Simone Biles, of the United States, waits for her turn to perform during the artistic gymnastics women's final at the 2020 Summer Olympics, Tuesday, July 27, 2021, in Tokyo. (AP Photo/Gregory Bull)
Simone Biles explains why she withdrew from team finals
03:00 - Source: Tokyo 2020

Editor’s Note: Mia Ives-Rublee is the director of the Disability Justice Initiative at the Center for American Progress. The views expressed here are her own. View more opinion on CNN.

CNN  — 

Simone Biles, the greatest gymnast in history, made a life-changing choice on Tuesday: She withdrew from the finals of the team competition, putting her own wellbeing first. Her team went on without her, winning silver as the Russian team took the gold. She told members of the media: “I’d just never felt like this going into a competition before and I tried to go out there and have fun… but once I came out here, I was like: No, the mental’s not there, so I just need to let the girls do it and focus on myself.”

Mia Ives-Rublee

Biles, who posted to Instagram earlier in the competition that she felt the “weight of the world” on her shoulders, showed significant strain during her most recent performance. But, along with all the achievements and medals she’s acquired during her legendary career, this moment – the best in the world putting her mental wellbeing first, saying openly “It’s been really stressful these Olympic Games” may be her most defining one, showing others the importance of self-care.

This year, with the pandemic adding so much uncertainty and stress, Olympic athletes are struggling with even higher expectations and less support, facing the pain of competing without the family and friends who have encouraged them in getting this far, knowing that a single positive Covid test or unexpected outbreak could derail years of training.

Pandemic concerns and mental health struggles are also not mutually exclusive. Becca Meyers, a deaf and blind Paralympic swimmer who withdrew from the Games after she said her request to bring her mother as a personal care assistant was denied, has said the decision “tore her apart.” The words she used to describe how she has been feeling are so telling: “I’ve always been known as Becca the swimmer and not Becca the deaf-blind person. And now I feel very worthless as a person. For someone who trained five years for this moment, especially an extra year with the pandemic, it makes it all seem like it was for nothing.”

After facing harsh criticism over the withdrawal, the US Olympic and Paralympic Committee (USOPC) issued a statement defending the support it’s providing to athletes during these Games: “We take pride in being the best-prepared [national Olympic committee] and [national Paralympic committee] in the world, and that includes supporting all athletes as they navigate the excitement, and complexity, of the Olympic or Paralympic Games.”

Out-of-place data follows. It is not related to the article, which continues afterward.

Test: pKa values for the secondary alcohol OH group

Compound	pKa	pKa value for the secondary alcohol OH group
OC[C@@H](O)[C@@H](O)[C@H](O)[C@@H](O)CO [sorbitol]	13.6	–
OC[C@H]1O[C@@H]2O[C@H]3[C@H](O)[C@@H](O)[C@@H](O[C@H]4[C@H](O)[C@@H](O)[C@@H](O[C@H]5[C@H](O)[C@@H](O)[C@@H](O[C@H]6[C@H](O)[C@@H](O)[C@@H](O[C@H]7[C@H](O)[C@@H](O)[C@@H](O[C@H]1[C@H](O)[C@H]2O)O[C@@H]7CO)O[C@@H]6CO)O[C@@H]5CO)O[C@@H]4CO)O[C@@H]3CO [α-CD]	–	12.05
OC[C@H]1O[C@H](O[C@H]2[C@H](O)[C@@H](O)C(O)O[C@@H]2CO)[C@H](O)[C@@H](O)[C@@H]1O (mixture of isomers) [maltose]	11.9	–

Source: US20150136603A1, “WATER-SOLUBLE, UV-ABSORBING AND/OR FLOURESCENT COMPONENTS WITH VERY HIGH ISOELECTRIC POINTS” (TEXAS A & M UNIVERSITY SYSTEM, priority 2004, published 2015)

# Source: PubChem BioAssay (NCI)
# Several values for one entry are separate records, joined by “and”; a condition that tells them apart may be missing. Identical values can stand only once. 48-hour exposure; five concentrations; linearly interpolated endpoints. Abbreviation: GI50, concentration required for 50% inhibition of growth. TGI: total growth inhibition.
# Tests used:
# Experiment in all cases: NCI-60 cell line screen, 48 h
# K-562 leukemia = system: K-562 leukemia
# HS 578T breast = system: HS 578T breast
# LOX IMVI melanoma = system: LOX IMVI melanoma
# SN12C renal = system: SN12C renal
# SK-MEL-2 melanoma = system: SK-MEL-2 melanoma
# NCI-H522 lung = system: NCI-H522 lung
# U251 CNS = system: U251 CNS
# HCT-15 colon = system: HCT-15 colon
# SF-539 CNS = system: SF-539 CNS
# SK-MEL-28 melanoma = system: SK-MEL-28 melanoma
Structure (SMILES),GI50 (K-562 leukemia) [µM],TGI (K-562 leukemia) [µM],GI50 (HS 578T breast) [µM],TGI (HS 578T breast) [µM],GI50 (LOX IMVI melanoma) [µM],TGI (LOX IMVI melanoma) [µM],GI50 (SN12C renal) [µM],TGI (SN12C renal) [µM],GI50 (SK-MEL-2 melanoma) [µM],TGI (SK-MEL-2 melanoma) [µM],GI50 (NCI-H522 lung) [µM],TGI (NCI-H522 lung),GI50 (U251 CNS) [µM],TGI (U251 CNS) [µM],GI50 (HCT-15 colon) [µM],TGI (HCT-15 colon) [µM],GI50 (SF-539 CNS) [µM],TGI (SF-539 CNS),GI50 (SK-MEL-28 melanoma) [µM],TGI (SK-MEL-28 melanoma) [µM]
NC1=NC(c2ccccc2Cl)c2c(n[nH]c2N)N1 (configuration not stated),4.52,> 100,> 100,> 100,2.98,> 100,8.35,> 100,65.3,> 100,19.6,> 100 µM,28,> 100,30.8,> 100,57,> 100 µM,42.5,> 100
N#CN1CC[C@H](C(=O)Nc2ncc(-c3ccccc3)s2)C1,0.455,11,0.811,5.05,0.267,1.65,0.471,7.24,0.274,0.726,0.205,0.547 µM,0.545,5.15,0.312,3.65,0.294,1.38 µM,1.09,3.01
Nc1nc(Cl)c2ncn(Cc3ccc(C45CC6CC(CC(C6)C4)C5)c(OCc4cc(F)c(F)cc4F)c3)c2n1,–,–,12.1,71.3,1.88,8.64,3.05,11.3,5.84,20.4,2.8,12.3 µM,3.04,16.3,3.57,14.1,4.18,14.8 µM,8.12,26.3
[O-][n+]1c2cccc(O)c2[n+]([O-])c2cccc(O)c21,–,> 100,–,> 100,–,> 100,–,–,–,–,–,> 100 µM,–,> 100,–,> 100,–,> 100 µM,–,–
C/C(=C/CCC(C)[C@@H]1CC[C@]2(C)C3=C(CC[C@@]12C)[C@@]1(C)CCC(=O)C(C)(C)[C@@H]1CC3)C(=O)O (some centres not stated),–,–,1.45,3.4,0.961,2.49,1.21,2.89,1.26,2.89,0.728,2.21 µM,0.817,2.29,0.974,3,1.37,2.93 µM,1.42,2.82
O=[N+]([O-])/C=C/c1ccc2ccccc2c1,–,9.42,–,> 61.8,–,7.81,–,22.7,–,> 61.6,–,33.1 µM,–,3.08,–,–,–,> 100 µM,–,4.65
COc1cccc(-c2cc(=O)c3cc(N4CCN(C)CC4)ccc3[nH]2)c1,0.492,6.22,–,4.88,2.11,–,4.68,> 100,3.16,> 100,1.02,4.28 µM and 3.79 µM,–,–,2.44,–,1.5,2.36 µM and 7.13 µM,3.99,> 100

I used to compete internationally in wheelchair track and field, fencing and cross-fit events. I know that as a top-performing athlete, you are often expected to be a superhuman – at the peak, physically and mentally. I dealt with many issues around mental health. I competed in wheelchair track and road racing, which is a majority White sport. I spent years managing microaggressions around being mistaken for the only other Asian girl who competed nationally. I dealt with racial tensions and harassment on campus as a student athlete, as many of us pushed for the removal of a racist mascot that was a caricature of an Indigenous Illinois tribe.

I also understand the disappointment and concern that arise about whether one’s body can hold out another year — or four — of at least two-a-day practices, six days a week. After a car accident in 2003 and pneumonia in 2004 sidelined me long enough to miss 100-meter qualifying times by a second, I knew that I might not make it to the next Paralympic Games four years later. I trained another year but was forced into early retirement after a surgery went awry. Much like other retired athletes, I spent years trying to recover emotionally and find a new path for myself.

While many Olympians and Paralympians are experiencing unprecedented mental health challenges due to the pandemic, their struggles foreground a broader problem in elite athletic spaces around mental health and inadequate support systems. A pre-pandemic study showed that up to 34% of elite athletes struggled with anxiety and depression, with 19% self-medicating with alcohol. That’s significantly higher than among the average population.